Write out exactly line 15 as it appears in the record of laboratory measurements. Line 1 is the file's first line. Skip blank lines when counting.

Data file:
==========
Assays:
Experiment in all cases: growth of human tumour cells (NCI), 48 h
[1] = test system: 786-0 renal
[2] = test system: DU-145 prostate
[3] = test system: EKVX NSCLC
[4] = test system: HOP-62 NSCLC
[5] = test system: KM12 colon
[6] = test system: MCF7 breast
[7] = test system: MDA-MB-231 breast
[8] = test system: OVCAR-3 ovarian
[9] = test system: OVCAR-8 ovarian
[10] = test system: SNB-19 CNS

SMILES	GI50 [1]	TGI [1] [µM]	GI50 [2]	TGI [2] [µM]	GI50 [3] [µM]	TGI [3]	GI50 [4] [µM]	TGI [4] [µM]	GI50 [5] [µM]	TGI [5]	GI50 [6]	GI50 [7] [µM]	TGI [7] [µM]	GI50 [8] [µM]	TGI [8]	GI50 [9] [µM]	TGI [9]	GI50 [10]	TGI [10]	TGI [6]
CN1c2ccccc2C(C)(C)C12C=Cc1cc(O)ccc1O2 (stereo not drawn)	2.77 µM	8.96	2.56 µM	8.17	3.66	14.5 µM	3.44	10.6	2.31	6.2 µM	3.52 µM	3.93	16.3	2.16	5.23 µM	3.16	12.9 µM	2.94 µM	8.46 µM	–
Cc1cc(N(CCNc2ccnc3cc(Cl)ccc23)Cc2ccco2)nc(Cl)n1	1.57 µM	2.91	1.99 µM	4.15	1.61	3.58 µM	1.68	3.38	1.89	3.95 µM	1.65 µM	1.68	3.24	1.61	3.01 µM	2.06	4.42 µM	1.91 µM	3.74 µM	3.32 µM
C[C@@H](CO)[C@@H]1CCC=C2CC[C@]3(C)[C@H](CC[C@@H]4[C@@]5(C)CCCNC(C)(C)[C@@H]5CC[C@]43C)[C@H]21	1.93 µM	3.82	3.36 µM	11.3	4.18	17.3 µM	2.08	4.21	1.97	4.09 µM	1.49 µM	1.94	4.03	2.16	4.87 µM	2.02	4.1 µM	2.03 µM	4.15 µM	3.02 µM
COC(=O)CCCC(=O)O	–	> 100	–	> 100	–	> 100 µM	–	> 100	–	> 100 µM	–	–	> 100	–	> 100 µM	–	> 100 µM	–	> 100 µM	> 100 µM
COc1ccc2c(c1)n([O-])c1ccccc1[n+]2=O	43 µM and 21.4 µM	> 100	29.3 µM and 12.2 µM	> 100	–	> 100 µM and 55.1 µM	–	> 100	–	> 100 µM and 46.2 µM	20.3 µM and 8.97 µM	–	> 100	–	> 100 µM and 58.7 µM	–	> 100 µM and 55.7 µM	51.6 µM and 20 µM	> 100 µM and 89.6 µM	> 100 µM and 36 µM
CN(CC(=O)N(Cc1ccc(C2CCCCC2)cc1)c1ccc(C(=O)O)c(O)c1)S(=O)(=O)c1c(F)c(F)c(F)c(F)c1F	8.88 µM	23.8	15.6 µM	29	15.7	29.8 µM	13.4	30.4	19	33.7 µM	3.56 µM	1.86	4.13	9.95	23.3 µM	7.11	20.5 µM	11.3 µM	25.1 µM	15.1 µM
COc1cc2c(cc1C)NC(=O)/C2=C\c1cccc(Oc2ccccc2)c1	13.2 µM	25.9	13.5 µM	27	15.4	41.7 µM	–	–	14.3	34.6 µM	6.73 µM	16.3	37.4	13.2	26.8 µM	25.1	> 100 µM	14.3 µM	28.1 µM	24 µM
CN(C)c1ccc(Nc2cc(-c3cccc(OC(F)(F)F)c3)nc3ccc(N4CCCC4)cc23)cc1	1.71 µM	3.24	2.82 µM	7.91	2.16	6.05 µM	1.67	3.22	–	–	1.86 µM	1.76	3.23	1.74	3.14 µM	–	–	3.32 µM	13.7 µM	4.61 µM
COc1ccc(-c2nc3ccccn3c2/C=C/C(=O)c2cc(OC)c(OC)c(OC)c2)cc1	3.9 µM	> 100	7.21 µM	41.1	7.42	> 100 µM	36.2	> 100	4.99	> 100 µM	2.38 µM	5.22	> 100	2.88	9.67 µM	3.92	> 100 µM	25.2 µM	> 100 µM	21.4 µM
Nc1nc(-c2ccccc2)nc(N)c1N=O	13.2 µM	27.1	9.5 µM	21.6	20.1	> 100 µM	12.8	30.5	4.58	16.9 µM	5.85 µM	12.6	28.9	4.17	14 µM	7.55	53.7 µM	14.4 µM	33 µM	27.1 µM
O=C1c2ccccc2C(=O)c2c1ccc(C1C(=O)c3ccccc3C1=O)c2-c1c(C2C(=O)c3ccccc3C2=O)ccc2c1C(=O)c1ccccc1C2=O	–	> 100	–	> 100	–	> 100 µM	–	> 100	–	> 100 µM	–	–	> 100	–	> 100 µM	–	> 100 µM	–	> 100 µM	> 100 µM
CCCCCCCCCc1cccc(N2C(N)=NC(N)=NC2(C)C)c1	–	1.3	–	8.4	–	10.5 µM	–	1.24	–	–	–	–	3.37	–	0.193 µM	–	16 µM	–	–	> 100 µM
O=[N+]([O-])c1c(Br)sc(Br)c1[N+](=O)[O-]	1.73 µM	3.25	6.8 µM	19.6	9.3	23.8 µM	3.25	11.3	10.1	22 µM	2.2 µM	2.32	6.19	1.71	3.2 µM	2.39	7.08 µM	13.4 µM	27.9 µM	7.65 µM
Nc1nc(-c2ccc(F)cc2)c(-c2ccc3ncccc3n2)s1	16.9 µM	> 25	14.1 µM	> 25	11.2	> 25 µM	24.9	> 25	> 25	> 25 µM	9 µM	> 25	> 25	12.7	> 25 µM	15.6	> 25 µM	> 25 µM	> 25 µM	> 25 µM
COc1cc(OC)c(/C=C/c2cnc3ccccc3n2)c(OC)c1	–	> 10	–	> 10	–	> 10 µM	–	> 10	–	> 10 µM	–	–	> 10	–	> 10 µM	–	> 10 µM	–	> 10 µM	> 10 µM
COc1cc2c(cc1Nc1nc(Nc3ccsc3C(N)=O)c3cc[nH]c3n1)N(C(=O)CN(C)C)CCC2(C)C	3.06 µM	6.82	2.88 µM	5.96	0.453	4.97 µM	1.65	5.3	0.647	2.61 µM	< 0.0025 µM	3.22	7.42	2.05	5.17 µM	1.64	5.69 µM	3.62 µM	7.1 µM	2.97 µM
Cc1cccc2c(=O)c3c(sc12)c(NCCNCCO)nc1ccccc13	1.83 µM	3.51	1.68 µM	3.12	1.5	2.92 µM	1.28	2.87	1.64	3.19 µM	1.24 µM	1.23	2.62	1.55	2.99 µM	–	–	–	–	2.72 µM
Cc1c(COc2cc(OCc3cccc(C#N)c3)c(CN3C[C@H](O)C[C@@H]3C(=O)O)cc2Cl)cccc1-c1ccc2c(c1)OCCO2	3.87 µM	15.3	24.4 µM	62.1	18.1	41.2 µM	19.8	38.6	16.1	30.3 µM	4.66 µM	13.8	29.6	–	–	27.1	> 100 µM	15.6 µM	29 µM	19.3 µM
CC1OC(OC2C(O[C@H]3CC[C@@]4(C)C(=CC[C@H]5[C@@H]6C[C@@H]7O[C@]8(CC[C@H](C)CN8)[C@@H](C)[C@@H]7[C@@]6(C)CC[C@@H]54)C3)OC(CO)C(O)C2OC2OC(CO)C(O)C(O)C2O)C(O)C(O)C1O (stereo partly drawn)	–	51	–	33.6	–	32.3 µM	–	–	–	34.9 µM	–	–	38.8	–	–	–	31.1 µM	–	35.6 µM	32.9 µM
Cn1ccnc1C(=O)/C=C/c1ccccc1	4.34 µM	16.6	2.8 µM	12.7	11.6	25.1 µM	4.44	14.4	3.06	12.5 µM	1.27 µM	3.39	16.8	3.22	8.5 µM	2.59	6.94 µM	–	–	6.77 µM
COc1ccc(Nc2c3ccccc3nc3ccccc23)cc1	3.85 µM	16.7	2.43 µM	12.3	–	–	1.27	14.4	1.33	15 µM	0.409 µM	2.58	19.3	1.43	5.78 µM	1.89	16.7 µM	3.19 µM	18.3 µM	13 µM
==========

Cc1cc(N(CCNc2ccnc3cc(Cl)ccc23)Cc2ccco2)nc(Cl)n1	1.57 µM	2.91	1.99 µM	4.15	1.61	3.58 µM	1.68	3.38	1.89	3.95 µM	1.65 µM	1.68	3.24	1.61	3.01 µM	2.06	4.42 µM	1.91 µM	3.74 µM	3.32 µM